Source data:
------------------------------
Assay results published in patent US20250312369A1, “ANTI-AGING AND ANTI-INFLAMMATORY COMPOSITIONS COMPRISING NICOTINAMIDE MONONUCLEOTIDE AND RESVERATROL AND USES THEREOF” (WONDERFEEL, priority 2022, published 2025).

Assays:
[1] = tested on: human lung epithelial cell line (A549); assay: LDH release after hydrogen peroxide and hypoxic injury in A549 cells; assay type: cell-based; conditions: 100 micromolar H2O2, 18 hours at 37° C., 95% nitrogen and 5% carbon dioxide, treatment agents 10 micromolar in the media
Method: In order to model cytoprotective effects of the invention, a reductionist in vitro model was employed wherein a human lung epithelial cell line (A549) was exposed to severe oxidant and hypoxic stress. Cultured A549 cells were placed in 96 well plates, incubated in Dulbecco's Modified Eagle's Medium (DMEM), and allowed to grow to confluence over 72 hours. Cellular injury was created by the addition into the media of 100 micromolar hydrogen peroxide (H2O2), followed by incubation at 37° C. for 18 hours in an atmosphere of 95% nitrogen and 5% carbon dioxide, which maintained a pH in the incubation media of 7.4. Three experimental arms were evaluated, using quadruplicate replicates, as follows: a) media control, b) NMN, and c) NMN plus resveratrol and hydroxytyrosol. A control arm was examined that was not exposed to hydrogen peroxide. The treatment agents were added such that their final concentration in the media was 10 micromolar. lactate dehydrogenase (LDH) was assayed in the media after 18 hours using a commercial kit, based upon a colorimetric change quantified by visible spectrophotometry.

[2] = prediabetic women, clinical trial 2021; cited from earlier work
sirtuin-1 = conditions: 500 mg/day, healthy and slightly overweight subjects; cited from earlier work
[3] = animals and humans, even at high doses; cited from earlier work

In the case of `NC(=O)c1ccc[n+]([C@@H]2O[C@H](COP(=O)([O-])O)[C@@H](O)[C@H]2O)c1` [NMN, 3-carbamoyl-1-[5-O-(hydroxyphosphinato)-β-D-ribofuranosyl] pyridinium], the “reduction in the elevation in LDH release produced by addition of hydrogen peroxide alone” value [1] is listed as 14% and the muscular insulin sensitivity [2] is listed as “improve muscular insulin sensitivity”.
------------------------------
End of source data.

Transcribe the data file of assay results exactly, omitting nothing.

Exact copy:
Assay results published in patent US20250312369A1, “ANTI-AGING AND ANTI-INFLAMMATORY COMPOSITIONS COMPRISING NICOTINAMIDE MONONUCLEOTIDE AND RESVERATROL AND USES THEREOF” (WONDERFEEL, priority 2022, published 2025).

Assays:
[1] = tested on: human lung epithelial cell line (A549); assay: LDH release after hydrogen peroxide and hypoxic injury in A549 cells; assay type: cell-based; conditions: 100 micromolar H2O2, 18 hours at 37° C., 95% nitrogen and 5% carbon dioxide, treatment agents 10 micromolar in the media
Method: In order to model cytoprotective effects of the invention, a reductionist in vitro model was employed wherein a human lung epithelial cell line (A549) was exposed to severe oxidant and hypoxic stress. Cultured A549 cells were placed in 96 well plates, incubated in Dulbecco's Modified Eagle's Medium (DMEM), and allowed to grow to confluence over 72 hours. Cellular injury was created by the addition into the media of 100 micromolar hydrogen peroxide (H2O2), followed by incubation at 37° C. for 18 hours in an atmosphere of 95% nitrogen and 5% carbon dioxide, which maintained a pH in the incubation media of 7.4. Three experimental arms were evaluated, using quadruplicate replicates, as follows: a) media control, b) NMN, and c) NMN plus resveratrol and hydroxytyrosol. A control arm was examined that was not exposed to hydrogen peroxide. The treatment agents were added such that their final concentration in the media was 10 micromolar. lactate dehydrogenase (LDH) was assayed in the media after 18 hours using a commercial kit, based upon a colorimetric change quantified by visible spectrophotometry.

[2] = prediabetic women, clinical trial 2021; cited from earlier work
sirtuin-1 = conditions: 500 mg/day, healthy and slightly overweight subjects; cited from earlier work
[3] = animals and humans, even at high doses; cited from earlier work

In the case of `NC(=O)c1ccc[n+]([C@@H]2O[C@H](COP(=O)([O-])O)[C@@H](O)[C@H]2O)c1` [NMN, 3-carbamoyl-1-[5-O-(hydroxyphosphinato)-β-D-ribofuranosyl] pyridinium], the “reduction in the elevation in LDH release produced by addition of hydrogen peroxide alone” value [1] is listed as 14% and the muscular insulin sensitivity [2] is listed as “improve muscular insulin sensitivity”.